Feline infectious peritonitis: Strategies for diagnosing and treating this deadly disease in young cats - Veterinary Medicine
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Feline infectious peritonitis: Strategies for diagnosing and treating this deadly disease in young cats
Although this lethal infectious disease is difficult to diagnose definitively, by performing multiple diagnostic tests, you may be able to rule out other diseases and put together enough puzzle pieces to form a relatively complete clinical picture.



In some cases, the diagnosis can be elusive and may depend on the logical exclusion of other possibilities. Clinicians often have to piece together supportive evidence and weigh the likelihood of FIP in a particular patient. Since feline coronavirus is endemic in many cat populations, FIP cannot be definitively diagnosed based solely on evidence of exposure to the virus. Instead, evidence is needed that the virus has moved beyond the gastrointestinal tract and is replicating in the internal organs, as this behavior differentiates the virulent virus from the nonvirulent forms. Unfortunately, proving this key piece of evidence can be difficult.

Clinical presentation

FIP is commonly reported in cats < 2 years of age, although it may arise in older cats from shelter environments. Generally, affected cats have an insidious onset of clinical signs with episodes of fever, malaise, and hyporexia. Kittens may fail to thrive and appear stunted.

Cats with effusive disease may present with abdominal distention, dyspnea, or both. Abdominal palpation may indicate mesenteric lymphadenopathy, renomegaly, or areas of thickened intestine.

Uveitis or chorioretinitis may be noted in cats with the dry form, and a careful ophthalmologic examination should be performed in any cat with an unexplained fever. Neurologic problems, including seizures, changes in mentation, and spinal compromise, are routinely reported in cats with dry FIP.2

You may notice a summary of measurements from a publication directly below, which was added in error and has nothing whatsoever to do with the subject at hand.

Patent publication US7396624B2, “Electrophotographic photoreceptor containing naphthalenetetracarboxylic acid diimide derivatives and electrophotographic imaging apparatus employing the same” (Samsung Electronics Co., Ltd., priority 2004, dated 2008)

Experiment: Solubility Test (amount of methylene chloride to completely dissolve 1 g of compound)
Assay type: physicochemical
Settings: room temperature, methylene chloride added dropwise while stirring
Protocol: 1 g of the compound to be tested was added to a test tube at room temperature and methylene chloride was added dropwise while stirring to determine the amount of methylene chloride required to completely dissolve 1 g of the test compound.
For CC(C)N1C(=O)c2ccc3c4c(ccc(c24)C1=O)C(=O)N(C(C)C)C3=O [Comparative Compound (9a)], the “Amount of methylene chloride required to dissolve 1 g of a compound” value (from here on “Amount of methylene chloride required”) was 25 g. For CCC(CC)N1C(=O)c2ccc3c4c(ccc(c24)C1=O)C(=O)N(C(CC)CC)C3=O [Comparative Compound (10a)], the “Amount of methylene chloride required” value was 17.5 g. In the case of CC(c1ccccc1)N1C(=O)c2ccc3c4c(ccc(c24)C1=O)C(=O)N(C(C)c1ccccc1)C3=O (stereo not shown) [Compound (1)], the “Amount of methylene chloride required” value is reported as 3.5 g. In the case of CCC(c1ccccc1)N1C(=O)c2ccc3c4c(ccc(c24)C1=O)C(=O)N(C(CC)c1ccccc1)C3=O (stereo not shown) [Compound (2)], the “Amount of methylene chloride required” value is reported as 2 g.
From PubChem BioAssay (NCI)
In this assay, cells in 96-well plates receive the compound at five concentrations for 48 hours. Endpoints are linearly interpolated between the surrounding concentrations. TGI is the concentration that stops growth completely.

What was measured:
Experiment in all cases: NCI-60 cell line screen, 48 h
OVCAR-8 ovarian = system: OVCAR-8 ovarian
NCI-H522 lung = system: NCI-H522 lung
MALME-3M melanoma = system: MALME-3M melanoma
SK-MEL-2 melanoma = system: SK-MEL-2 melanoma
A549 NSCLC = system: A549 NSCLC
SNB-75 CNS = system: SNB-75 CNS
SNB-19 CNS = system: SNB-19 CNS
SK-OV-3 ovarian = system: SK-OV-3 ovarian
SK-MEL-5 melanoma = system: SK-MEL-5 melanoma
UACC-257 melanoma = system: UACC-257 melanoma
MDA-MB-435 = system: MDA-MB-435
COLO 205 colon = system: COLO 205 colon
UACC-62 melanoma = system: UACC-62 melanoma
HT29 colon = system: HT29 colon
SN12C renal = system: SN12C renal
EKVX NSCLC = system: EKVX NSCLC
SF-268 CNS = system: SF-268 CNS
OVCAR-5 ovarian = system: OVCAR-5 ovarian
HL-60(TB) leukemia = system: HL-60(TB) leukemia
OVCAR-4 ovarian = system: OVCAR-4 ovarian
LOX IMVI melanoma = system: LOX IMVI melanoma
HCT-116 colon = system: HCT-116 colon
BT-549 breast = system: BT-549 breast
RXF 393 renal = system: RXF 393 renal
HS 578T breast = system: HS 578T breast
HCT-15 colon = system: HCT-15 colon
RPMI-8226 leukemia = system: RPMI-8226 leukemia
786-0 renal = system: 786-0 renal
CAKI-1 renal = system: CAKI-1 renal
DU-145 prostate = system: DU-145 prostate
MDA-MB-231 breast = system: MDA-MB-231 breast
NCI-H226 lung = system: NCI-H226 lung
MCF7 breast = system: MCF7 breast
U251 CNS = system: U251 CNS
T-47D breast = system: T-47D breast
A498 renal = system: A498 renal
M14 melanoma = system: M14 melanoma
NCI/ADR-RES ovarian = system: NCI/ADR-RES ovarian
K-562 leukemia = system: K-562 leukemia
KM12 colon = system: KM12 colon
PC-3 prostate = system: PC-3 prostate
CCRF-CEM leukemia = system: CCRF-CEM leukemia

Routine laboratory findings

A mature neutrophilia is expected in cats with FIP, along with lymphopenia. Many cats have concurrent nonregenerative anemia, attributed to chronic inflammatory disease and secondary suppression of erythropoiesis.5 Hyperglobulinemia is routinely reported in cats with FIP, particularly the dry form. The albumin:globulin ratio is often < 0.8 (a ratio < 0.6 is highly suggestive of FIP).2 Hyperbilirubinemia is also commonly noted, although overt icterus is unusual.

Fluid analysis

FIP is the most common cause of abdominal effusion in cats < 2 years of age.2 An examination of abdominal or pleural effusion often provides strong supportive evidence of FIP. The fluid is usually light to dark yellow and may be cloudy or mucinous.5 The total protein content is predictably > 3.5 g/dl, with an albumin:globulin ratio < 0.6. The nucleated cell count is generally < 5,000/μl and consists primarily of macrophages and nontoxic neutrophils.

The Rivalta test is a simple in-house test you can perform to exclude FIP as a cause of effusion; however, it lacks specificity, as any protein-rich fluid is likely to produce a positive result.6 Mix one drop of 98% acetic acid with 5 ml of distilled water in a test tube. Place a drop of the effusion on top of this solution and observe its motion. If the effusion dissipates, the fluid is transudate and is not consistent with FIP. If the effusion is still clearly visible, it is consistent with an exudate but not diagnostic for FIP.

Imaging studies

Radiography can confirm the presence of free fluid in effusive cases but has limited value in cats with dry FIP. Abdominal ultrasonography permits the identification and collection of ascitic fluid along with an evaluation of the internal organs. Renomegaly, lymphadenopathy, and regional thickening of the small bowel or colon are commonly noted in affected cats.

Gross surgical or postmortem findings

In cats with effusive FIP, serosal surfaces are often covered in pyogranulomatous lesions of varying size.2 The omentum is often markedly thickened and contracted. Firm white or mottled granulomas may be seen on the surface of affected organs. Lymphadenopathy is expected, and affected nodes are firm and nodular. In cats with dry FIP, fewer but larger lesions are noted. These start on the serosal surface of the organs and extend into the parenchyma.

Cytologic and histologic examination

The results of a cytologic examination of affected tissues in cats with effusive FIP show a pyogranulomatous reaction with clusters of macrophages and neutrophils.2 A histologic evaluation of affected tissues reveals widespread perivascular inflammation, with a predominance of macrophages. Edema and necrosis are also evident. In cats with dry FIP, dense lymphocytic aggregates are often noted around affected vessels. Necrosis and fibrin deposition are less dramatic than in the effusive form.


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